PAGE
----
Where Alien: Covenant does however score highly, is in the ‘memorable, hard-hitting set pieces’ department. Indeed, never let it be said that Ridley Scott doesn’t know how to shock, or to sear disturbing imagery into our collective grey matter.

There are certain franchises that tend to garner a generous tidal wave of goodwill regardless of the true quality of their output, attracting something of a blinkered, head-in-the-sand devotion by the masses. The Alien franchise is one such example. But the truth is that there have been just two truly excellent Alien films in the series, and the rest, no matter how much you dress them up, or who’s been pulling the strings, have largely been regurgitated re-hashes of the original, admittedly excellent concept.

There’s no doubt that there were good and very grand intentions behind Alien: Covenant – this is a film not without its positives, rest assured – but it’s probably all  best summed up by the rather sign-posted ‘twist’ at the film’s conclusion. Well executed, but rather predictable and ultimately all a bit unnecessary.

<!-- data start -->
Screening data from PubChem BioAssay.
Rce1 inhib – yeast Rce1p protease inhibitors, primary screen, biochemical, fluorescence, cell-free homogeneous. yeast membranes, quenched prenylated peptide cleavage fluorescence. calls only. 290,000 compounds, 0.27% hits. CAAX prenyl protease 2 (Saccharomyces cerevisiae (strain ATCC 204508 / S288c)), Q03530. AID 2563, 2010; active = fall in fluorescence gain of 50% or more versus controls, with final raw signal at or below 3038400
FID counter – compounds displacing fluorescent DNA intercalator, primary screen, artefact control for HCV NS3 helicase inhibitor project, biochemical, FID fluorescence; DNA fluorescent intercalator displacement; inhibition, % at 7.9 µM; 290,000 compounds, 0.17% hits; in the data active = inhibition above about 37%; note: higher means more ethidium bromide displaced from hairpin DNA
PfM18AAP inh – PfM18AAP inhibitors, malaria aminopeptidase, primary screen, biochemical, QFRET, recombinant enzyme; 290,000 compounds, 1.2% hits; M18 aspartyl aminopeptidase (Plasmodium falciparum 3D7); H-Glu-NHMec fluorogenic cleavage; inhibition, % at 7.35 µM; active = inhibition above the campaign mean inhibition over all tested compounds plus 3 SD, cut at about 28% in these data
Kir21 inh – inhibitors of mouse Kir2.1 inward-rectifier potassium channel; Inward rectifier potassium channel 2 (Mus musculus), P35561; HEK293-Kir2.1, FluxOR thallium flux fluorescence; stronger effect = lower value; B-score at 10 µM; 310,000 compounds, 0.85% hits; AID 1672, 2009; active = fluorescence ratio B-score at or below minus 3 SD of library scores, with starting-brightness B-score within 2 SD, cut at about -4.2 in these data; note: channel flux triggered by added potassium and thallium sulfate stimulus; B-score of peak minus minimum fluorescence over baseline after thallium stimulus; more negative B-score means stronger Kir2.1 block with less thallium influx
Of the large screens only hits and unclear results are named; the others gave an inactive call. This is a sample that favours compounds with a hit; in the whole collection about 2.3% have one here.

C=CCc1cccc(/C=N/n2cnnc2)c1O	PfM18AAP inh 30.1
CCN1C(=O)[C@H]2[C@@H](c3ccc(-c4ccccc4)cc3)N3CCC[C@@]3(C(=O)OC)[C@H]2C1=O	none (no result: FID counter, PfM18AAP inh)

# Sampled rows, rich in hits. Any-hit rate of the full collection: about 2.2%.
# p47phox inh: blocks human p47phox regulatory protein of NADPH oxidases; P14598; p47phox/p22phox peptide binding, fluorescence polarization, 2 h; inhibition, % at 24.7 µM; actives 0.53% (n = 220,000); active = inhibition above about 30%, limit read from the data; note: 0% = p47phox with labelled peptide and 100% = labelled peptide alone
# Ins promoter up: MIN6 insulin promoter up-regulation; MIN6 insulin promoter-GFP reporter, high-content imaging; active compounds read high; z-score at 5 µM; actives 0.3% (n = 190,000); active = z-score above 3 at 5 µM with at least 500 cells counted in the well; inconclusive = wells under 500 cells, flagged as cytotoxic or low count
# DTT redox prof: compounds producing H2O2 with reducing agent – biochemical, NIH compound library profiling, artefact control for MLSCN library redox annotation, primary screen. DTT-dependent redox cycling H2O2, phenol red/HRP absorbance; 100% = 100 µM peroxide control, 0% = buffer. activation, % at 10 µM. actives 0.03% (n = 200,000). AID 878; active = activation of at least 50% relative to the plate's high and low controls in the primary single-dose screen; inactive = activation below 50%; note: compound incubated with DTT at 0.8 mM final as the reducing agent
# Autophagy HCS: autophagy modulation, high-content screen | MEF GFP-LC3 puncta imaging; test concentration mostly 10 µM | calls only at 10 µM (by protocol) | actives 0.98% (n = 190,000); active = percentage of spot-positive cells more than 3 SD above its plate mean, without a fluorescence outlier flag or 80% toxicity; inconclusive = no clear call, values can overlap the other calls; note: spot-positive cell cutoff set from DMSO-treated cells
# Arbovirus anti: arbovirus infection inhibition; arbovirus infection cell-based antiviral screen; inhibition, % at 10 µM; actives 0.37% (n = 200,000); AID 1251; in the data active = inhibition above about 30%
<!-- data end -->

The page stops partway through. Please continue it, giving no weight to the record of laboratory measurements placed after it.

“…Life is perhaps something of a homage to some of the truly great futuristic films of yesteryear.”

Wayward Wolf Film Review.

Watching this science-fiction horror got me thinking of the irony that amidst the infinite vastness of outer space, the actual ‘stage’ upon which the vast majority of apparently ‘realistic’ science fiction films are played out, is somewhat claustrophobically small and rather limited; a case in point being Daniel Espinosa’s, Life.

In order that the crew of an exploratory space mission might not suffocate to death, the action must either be contained within the sanctuary and metaphorical ‘four walls’ of their relatively minuscule space station, or should they venture out of these confines into outer space, they must again be contained, this time within life-preserving space suits, anchored firmly to the space station.

Containment is indeed the name of the game and thus the ability for Directors to demonstrate true originality considering the self-imposed man-made limitations of the known science-fiction world, can quite often be severely hampered. This results in scenarios and backdrops becoming all too frequently a little overly-familiar and maybe even reassuring to our eyes, no matter how many supposedly differing tales of missions blasting-off into the great unknown we are subjected to.